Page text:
If you ever have your practice go wrong, anxiety or insomnia, or life and fear just hits an overwhelm, I wanted to offer what helped me get through it and come back into balance. I took 5 full days and I limited my work time to do an immersive, home self care intensive to recover. I’m happy to say that I came out better then ever, calm, healed and sleeping soundly.

The Natural Cure

I am not a doctor and cannot offer medical advice. Please do see a doctor, teacher or acupuncturist for professional advice if needed, but here is what helped me:

  1. I called my meditation teachers who know me- and they gave me some personal meditation instructions that I was so grateful for, and told me to discontinue all breath-work and yoga practice for some time.
  2. I went in for a full checkup with blood-work to my medical doctor, got acupuncture and a Ku-nye warm oil massage with a Tibetan Doctor.
  3. I took a relaxing Epsom salt bath twice a day with lavender essential oils in it and then rubbed rose body oil or sesame oil all over head to toe! I dried off and kept my body really warm, extra clothes and blankets, and a fire.
  4. I stopped the juice fast and ate heavy, oily, grounding, deeply nutritive foods- organic bone marrow broth, steamed vegetables with butter.
  5. The Chinese doctor had me take a safe, herbal formula called “Jitters Away”* along with goat’s milk colostrum to mend the nerves. *take with supervision
  6. At night before bed, I took some vitamins and amino acids including: 5htp, Magnesium, Inositol, L-Theanine and Gaba. *Dosages should be taken under the guidance of a functional medicine practitioner.
  7. I rubbed a small amount high quality CBD salve with arnica onto my arm, on the soft spot where the arm bends.
  8. I had this happen on retreat a few years back, so reread the VERY BEST INSOMNIA BOOK, and followed the author’s advice that puts you back on track for sound sleep. In sum, you do a mantra before bed that says: “I’m a good sleeper, my body knows how to sleep.” You can rub you feet together and rub your belly to bring the “energy” down.
  9. I stopped all caffeinated coffee, went to decaf and calming teas like chamomile with natural, non-stimulating sugars like monkfruit or coconut. Before bed, warm milk with Ashwagandha.
  10. I worked out on a elliptical gently each morning and /or went for long gentle walks in the sun, and did some very gentle stretching, sun salutations and hatha yoga.
  11. I listened to calming music and kept my space clean, and fresh. I lit candles and incense at night, with some simple formless meditation.
  12. I shut down ALL social media, and turned off the news for a few days; what wonders that does to heal the nerves!



What I Learned

Well, I recall a few years ago the same thing happen to me while I was practicing these intense yogas on retreat. It took me eight months to fully recover and it was hard fought. I wanted to see if the same problem would recur and sure enough it did. I was consulting with the Tibetan medical doctor and he told me that we all have a certain elemental propensity, what they call the humors. Some people have: wind, phlegm or bile imbalances or propensities. People that have a lot of thoughts and ideas and are emotionally sensitive, tend toward having a wind imbalance. It means that your life force energy can quickly move upwards, to the head, and so when you do certain yogic practices this can definitely exacerbate this and cause an imbalance.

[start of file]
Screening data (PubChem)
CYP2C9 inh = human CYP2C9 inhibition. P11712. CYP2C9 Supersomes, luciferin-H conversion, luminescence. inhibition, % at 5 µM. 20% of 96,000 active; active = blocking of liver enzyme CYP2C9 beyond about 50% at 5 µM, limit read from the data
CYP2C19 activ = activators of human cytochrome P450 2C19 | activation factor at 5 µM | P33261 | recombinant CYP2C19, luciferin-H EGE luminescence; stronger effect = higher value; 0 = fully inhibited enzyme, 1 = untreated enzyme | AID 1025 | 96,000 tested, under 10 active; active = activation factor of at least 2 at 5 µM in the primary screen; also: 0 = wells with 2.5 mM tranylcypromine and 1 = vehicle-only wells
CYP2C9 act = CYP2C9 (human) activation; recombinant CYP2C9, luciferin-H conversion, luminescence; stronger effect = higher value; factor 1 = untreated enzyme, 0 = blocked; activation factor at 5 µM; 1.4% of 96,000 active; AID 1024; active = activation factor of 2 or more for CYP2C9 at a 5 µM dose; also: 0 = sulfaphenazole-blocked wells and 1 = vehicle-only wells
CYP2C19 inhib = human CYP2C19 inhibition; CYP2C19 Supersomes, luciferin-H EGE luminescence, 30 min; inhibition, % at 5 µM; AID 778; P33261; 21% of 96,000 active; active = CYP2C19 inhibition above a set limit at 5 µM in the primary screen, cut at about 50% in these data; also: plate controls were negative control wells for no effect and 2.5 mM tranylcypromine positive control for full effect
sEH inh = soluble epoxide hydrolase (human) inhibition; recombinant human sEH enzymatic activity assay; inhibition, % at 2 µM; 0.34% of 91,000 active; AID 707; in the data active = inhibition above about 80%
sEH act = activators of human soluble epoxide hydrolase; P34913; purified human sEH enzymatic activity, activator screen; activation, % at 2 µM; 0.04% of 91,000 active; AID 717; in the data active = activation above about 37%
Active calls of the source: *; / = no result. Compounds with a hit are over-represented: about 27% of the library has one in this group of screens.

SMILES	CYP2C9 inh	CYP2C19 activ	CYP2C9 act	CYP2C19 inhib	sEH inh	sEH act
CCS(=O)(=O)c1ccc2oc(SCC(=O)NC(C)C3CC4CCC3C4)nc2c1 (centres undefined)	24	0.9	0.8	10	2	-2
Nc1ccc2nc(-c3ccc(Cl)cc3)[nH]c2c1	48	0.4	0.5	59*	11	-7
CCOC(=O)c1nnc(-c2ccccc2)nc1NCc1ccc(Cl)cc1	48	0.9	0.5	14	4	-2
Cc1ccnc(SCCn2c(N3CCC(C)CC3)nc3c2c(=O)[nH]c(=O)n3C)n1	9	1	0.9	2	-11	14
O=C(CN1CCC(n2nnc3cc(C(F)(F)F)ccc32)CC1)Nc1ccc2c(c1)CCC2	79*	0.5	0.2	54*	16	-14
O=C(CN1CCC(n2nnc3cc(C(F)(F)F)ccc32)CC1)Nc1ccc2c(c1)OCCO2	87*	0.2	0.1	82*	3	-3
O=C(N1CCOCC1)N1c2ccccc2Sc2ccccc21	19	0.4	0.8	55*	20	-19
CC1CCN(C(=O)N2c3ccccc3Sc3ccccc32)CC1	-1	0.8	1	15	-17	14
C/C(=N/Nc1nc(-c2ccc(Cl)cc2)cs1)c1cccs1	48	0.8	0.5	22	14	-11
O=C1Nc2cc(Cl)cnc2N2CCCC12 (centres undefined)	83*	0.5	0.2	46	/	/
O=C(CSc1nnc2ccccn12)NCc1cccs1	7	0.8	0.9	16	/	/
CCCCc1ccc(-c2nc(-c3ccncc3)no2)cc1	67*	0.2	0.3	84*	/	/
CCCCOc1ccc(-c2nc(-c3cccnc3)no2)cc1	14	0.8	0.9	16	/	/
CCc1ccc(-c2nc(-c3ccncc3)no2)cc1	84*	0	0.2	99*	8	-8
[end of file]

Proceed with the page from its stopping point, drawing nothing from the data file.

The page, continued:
I almost think nowadays that the spiritual path is body based and it’s a process of getting to be in touch with yourself physically and emotionally, to notice how you’re doing. We use the analogy of the mastery of being able to “ride the horse” of your life force, rather than have it trample over you. If we’ve taken on too much, heartbreak and stress buildup and can cause insomnia and anxiety or other health problems, like heart disease and ulcers. It’s your body and mind’s way of loudly telling you that you have to go into self-care and give it more support.

Nowadays, with media and 24/7 global television, we can feel everything that’s happening in the world. We all know it’s been a very difficult past few years. Those of us who care and are sensitive can be really affected by these things, so we have to protect our energy and be mindful of how much news we take in, and how much time we spend on social media. We can’t help the world if we are overcome by fear and anxiety.

Self-care, a feeling of inner love, warmth and well-being is the basis with which we can live a full and meaningful life. I realize that if I can take care of myself, support myself, and be in mind/body/spirit balance, that warmth can extend to others. I learned a lot from this process and it developed more of an awareness of how to ground and stay in tune throughout the day. I’m also grateful to know that if anything does happen, any type of trauma, loss or overwhelm, I have this immersive self-care method to calm down and reconnect to myself as an ultimate protection. Try some of these lifestyle changes, and you might find that you are free from anxiety and can sleep very deeply, waking ready for each day!

Wellness wishes to everyone, and if you’d like any more details about what methods I used to heal, please contact me anytime.

Dawn Boiani-Sandberg


Photo by Taryn Elliott from Pexels